These days, Scott has two daughters and spends three months of the year in Botswana. When in Boston, Scott is an instructor at Harvard Medical School and an attending physician at the oncology infectious disease service at Brigham & Women’s Hospital. He sees cancer patients, but he treats their infections rather than their cancer. “It’s a specialty within a specialty,” he says.


Scott likes the blend of patient care, teaching, and investigation. He is the Principal Investigator of a pilot study, HIV and Malignancy in Botswana. For the study, he and his colleagues have established the Botswana Prospective Cancer Cohort. Started in 2010, the cohort enrolls all cancer patients at Princess Marina, the largest hospital in Botswana. About two-thirds of the country’s cancer cases are treated there. Patients who don’t know their HIV status are tested for the virus.

Scott’s study will follow patients into the future and record their health outcomes. Though the study is still in progress, there have already been major findings. Of the patients with cancer in Botswana, two-thirds of them have HIV. “It was surprising,” said Scott. “I didn’t think it would be nearly that high.”

Also surprising, many of the people presenting with Kaposi sarcoma had been on HIV therapy for an average of five years before they developed their cancer, suggesting that their cancers were still developing despite being on antiretrovirals (ARVs). “That was somewhat discouraging and surprising at the same time,” said Scott. “We’re evaluating the impact of ARVs and other risk-modifying factors on the incidence of cancer and patient outcomes.”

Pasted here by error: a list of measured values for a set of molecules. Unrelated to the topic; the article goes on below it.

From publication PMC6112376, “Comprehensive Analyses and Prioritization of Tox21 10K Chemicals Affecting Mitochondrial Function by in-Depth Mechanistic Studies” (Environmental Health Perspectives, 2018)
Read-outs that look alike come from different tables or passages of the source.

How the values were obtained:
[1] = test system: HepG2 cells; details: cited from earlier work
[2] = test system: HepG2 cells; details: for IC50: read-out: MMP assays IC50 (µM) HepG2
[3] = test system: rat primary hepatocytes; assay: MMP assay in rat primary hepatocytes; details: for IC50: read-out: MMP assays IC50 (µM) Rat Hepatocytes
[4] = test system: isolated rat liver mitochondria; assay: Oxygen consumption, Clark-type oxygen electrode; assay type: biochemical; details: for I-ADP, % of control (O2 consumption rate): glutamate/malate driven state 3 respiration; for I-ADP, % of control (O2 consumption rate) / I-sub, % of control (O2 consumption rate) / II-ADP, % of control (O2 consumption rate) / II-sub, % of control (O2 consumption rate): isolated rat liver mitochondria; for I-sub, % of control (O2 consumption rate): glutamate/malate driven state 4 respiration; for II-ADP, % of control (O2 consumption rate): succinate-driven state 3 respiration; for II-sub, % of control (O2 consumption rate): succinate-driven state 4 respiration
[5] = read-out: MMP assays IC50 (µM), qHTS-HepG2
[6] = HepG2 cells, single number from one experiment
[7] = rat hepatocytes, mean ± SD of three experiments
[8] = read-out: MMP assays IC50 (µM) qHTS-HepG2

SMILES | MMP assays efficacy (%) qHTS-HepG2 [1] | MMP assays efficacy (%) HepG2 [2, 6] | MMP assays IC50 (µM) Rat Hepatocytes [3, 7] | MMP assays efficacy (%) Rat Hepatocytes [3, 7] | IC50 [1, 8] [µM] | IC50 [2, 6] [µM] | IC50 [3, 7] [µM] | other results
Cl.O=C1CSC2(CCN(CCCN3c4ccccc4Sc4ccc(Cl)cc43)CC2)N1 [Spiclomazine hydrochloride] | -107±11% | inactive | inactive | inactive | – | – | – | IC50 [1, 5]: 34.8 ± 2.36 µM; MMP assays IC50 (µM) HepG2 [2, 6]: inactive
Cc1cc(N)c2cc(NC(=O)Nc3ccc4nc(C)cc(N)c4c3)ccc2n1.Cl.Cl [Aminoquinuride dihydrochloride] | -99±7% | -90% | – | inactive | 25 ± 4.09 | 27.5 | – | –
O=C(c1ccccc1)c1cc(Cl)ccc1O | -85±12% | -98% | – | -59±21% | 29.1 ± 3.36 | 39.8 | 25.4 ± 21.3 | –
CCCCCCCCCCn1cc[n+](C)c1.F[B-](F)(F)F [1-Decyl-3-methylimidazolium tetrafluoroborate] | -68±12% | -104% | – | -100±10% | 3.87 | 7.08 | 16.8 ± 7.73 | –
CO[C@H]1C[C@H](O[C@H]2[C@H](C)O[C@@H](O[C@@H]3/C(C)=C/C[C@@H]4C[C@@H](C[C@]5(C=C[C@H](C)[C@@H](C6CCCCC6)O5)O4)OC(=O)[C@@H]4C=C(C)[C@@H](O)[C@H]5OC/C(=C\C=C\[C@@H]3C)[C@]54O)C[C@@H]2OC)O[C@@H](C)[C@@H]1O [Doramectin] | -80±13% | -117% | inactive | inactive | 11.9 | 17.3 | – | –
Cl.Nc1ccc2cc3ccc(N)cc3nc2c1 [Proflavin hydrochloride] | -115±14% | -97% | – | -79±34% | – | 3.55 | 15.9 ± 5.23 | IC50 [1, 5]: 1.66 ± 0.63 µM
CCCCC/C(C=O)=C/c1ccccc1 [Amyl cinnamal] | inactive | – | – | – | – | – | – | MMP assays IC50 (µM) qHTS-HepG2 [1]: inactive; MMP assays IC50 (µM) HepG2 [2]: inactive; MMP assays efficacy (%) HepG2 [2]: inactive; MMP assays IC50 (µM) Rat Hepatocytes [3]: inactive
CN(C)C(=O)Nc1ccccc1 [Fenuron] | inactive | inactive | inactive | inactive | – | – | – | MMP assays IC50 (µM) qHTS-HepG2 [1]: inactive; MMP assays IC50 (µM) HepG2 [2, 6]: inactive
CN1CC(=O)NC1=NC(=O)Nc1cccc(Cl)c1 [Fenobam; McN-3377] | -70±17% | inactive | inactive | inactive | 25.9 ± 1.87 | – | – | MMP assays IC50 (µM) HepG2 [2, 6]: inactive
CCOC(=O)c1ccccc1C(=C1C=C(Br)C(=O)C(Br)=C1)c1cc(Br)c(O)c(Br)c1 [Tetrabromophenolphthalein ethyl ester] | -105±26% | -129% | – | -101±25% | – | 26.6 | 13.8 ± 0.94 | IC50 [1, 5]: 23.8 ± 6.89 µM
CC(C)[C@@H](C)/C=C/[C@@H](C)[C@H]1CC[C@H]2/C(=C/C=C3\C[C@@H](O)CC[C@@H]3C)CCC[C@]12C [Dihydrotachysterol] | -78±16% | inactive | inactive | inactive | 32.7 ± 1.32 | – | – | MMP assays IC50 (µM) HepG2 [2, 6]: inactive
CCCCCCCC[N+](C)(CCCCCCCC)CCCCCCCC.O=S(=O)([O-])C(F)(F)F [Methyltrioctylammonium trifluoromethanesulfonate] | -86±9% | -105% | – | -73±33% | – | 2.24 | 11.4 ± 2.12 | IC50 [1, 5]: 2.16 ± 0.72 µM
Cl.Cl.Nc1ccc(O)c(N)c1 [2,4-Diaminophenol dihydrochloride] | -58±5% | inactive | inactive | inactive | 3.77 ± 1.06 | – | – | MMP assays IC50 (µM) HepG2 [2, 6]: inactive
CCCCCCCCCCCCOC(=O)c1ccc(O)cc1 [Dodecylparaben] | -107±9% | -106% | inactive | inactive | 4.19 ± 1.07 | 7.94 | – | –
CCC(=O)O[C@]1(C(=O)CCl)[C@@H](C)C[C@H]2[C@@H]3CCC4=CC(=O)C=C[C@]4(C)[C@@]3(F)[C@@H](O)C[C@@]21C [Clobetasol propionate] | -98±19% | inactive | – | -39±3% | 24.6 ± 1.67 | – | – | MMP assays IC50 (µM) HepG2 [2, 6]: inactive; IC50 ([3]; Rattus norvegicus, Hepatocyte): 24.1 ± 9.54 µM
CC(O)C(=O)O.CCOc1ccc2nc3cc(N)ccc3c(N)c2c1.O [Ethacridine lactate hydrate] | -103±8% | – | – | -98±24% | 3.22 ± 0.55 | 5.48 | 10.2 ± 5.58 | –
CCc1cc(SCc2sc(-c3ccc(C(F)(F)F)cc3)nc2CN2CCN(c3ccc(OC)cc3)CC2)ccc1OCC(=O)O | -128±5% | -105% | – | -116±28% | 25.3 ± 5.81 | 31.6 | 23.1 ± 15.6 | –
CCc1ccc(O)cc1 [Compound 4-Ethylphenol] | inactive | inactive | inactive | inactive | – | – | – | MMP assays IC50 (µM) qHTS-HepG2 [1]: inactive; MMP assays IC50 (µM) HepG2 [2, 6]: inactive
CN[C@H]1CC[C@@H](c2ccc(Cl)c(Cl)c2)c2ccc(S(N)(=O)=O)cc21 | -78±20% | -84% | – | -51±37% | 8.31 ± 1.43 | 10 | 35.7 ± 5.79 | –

Information for Solutions

The results from Scott’s study will provide much-needed information about the prevalence of cancers in Africa, both in people with and without HIV. Working with the Botswana Ministry of Health, Scott is helping to establish guidelines for treating cancers in a country that until recently sent most of its cancer patients to South Africa for treatment.

Scott Dryden-Peterson and President George W. Bush in Botswana July 2012
Scott Dryden-Peterson and President George W. Bush in Botswana July 2012

“In many places in sub-Saharan Africa, the quality of medical care went up dramatically as AIDS therapy came in,” explained Dr. Max Essex, Chair of HAI. “People recognized the opportunities to both diagnose and treat more complicated diseases.”

As AIDS tragically changed Africa for the worse, the response to AIDS brought about constructive changes to the knowledge, infrastructure, and the expectations of what is possible. “Having learned that drug prices for treatment of AIDS could go down dramatically, many people ask why can’t drug prices go down as dramatically for treating forms of cancer,” said Essex. “And in many cases they can.”

Scott Dryden-Peterson, like many of his young colleagues, is expanding the definition of what it means to be an AIDS researcher. His work exploring how HIV interacts with cancer and other diseases will become increasingly important as the epidemic matures and more and more patients grow old. Scott recently received a prestigious K23 Career Development Award from the National Institutes of Health. While continuing his work, he’ll begin a Master’s in Epidemiology at the Harvard School of Public Health to further enhance his research skills.